In the first installment of “Making the Switch,” Melissa ’11 asked: “Oh, and in later chapters, please include the being alone without family/friends aspect and making new friends =)”
Moving away to college for me was something that I looked forward to and feared at the same time. There was one other person from my high school coming to MIT the same year. I didn’t really know any current students, and I surely was not going to be driving distance from home. I remember packing up my room and leaving a few posters on the wall. I was going to college. I would be away from home for at least 3 months until Thanksgiving. The longest I had ever been away from home prior to then would be my three week stints at CTY. What am I to do?
I was going to MIT. At that point, my mind was made up, so there wasn’t really anything else I could do.
August 22, 2003: Bryan boards flight 382 from Houston to Boston.
So I get to my temporary dorm in Baker House, and I walk into my quad.
And now for an excerpt from my personal blog from the day I came to college:
“so i enter baker house, pick up my key, and head up to my room where the fun really starts. i open the door to the quad only to see that none of my roommates are there yet the bottom bunks have all already been claimed. so of course, i take a top bunk, and immediately try to piece together my roommates’ characters by what they have out: “cocoa pebbles, spongebob, anime movies, a fan, an animal pillow” [my eyes continue to wander] when i pan across a box labeled “Lifestyles: XTra Pleasure” Oh my goodness. I only hope that I’m not in the room when they are put to use and I must commend my roommate for their preparation and protective measures. So I try to take a short nap but all my attempts fail because you know what “IT’S HOT AND HUMID JUST LIKE HOUSTON.” and did i mention my dorm has no air conditioning? what a crime.
so i do a little travelling about the campus and do a little eating; not many people are here yet; so i kinda stick to myself calling everyone in my phone book to tell them i’m here and safe.
first shower: it’ll take a lot of getting used to.
first night: misery of no air conditioning.
i don’t really know much about my one of my three roommates except that his name is [name protected], he hails from san antonio, and he’s a ddr fan. that’s all i know.”
When it came time to select permanent roommates, I decided that it might be a good idea to live in a quad because I’d get to meet three other people and their friends and it would just propagate along. I ended up with one person who I knew from CPW, one person who went to high school with people I’d gone to elementary school with, and then one semi-random person.
Here we are, Baker 411, in December 2003. (You’ll note I had a mustache. What a bad idea.)
Living in Baker availed me the opportunity to be in a dorm with a lot of freshmen which was really great. Keeping our doors open the first week, a lot of people would come in and introduce themselves and that way I got to know a lot of people. Taking classes with all freshmen was also a great way to get to know my fellow classmates.
However, there are three special groups of friends that I want to highlight. Living in Baker, my first year, I got to know a collection of 8 people, heretofore known as the Godzillas. And yes, I’ll explain why they are referred to as the Godzillas. I don’t remember who was the first person of the Godzillas that I had met, but somehow a group of 9 individuals seemed to converge on this uncanny and rewarding friendship that has sustained me throughout the past four years.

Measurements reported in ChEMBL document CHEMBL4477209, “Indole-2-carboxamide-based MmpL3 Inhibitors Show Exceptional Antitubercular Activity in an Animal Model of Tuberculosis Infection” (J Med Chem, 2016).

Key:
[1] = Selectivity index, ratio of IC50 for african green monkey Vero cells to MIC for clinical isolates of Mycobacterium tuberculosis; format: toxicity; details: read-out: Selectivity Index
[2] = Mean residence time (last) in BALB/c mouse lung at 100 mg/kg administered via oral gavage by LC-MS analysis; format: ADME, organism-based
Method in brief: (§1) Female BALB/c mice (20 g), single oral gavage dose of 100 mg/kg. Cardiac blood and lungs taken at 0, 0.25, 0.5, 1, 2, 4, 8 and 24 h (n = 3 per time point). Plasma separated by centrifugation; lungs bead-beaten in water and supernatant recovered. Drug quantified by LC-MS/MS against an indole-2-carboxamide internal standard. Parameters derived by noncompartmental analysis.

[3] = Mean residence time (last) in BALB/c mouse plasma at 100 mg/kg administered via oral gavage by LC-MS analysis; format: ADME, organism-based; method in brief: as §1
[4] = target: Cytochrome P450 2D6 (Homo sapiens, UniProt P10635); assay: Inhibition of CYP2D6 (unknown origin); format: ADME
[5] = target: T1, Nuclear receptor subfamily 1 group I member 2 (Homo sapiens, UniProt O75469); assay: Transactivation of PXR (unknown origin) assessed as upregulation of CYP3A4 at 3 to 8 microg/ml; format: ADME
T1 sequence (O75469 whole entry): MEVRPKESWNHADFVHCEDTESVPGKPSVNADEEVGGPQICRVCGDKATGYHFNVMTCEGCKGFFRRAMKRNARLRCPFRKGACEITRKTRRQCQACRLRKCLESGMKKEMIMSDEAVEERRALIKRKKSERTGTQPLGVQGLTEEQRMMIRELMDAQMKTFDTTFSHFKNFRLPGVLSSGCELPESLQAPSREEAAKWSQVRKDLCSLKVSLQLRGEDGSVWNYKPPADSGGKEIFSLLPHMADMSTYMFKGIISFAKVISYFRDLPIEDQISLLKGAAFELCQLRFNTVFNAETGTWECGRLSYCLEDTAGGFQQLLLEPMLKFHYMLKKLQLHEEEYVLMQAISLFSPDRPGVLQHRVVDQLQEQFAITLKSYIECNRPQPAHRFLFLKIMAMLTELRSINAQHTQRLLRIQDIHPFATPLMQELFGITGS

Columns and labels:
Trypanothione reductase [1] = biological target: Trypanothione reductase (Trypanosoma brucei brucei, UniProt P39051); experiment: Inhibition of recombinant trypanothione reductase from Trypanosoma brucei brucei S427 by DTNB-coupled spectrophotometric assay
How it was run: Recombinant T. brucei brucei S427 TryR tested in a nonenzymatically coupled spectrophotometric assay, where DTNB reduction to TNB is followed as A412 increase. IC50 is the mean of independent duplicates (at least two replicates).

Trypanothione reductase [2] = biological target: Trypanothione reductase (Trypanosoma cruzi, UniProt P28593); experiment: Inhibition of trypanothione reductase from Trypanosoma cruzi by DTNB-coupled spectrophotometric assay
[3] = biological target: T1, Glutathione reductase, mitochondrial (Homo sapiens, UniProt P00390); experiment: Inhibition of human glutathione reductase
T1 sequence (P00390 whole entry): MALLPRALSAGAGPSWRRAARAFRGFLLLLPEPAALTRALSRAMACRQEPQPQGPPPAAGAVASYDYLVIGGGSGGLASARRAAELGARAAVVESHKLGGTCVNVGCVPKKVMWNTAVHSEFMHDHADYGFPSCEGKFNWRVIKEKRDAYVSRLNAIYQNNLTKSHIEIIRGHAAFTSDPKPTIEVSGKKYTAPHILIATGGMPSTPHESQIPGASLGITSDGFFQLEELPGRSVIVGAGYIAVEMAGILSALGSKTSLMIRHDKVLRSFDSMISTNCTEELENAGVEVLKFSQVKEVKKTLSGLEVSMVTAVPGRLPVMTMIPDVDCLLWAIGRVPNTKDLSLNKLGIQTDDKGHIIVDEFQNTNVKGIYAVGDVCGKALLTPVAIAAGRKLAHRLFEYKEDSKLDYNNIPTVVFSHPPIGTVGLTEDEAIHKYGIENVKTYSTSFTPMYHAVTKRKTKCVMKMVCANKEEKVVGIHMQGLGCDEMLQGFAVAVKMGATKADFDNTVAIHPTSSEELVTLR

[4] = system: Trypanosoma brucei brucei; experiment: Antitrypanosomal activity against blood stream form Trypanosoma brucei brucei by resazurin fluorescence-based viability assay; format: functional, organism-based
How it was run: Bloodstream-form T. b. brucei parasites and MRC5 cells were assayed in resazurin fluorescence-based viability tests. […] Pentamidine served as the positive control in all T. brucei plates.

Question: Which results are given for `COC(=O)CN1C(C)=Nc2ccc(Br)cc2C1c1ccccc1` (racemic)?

So I think the way we came to be is that one night, a few friends convened in my room for a harmless game of Taboo. A clue card comes up for “King Kong” but my friend, Elyse, she’s got the answer and she knows it. She stands up in an excited burst of energy, and yells, “GODZILLA!” We look at Elyse as she recognizes at the same time that her answer was wrong. But it was too funny to let the joke die right there. So for a long time, we called her Godzilla. And somehow, the group of friends that included Elyse became known as the Godzillas. We have our own mailing list that gets more traffic than the Autobahn, and I love it. We’re a very diverse group in terms of activities, hometowns, and majors. I think everyone at MIT has a group of friends like this, so you will form yours.
Another group that is particularly important to me is my fraternity. I came to MIT saying that joining a fraternity was a bogus idea, and that it wasn’t for me, and now I’m vice president of ZBT. Funny how that works. I ended up joining a fraternity because I realized that Animal House did not do justice to what MIT fraternities are like. I have found my experience to be a very rewarding one where I have people who have gone through MIT before me and can share advice with me. Now that I’m a senior, I can do the same for the young’ns. Living with a group of individuals from all different walks of life has been an experience that I am very thankful for.
Then, there is the group of friends that I will refer to as Team Awesome. This is the catch-all for the really close friends that I have that don’t belong to the groups mentioned above (don’t think that I forgot you).
And while I refer to these friends as belonging to groups, it’s not that they’re exclusive. The groups blend more often than not.
So as far as the question of “will I make new awesome friends” goes. The answer is yes.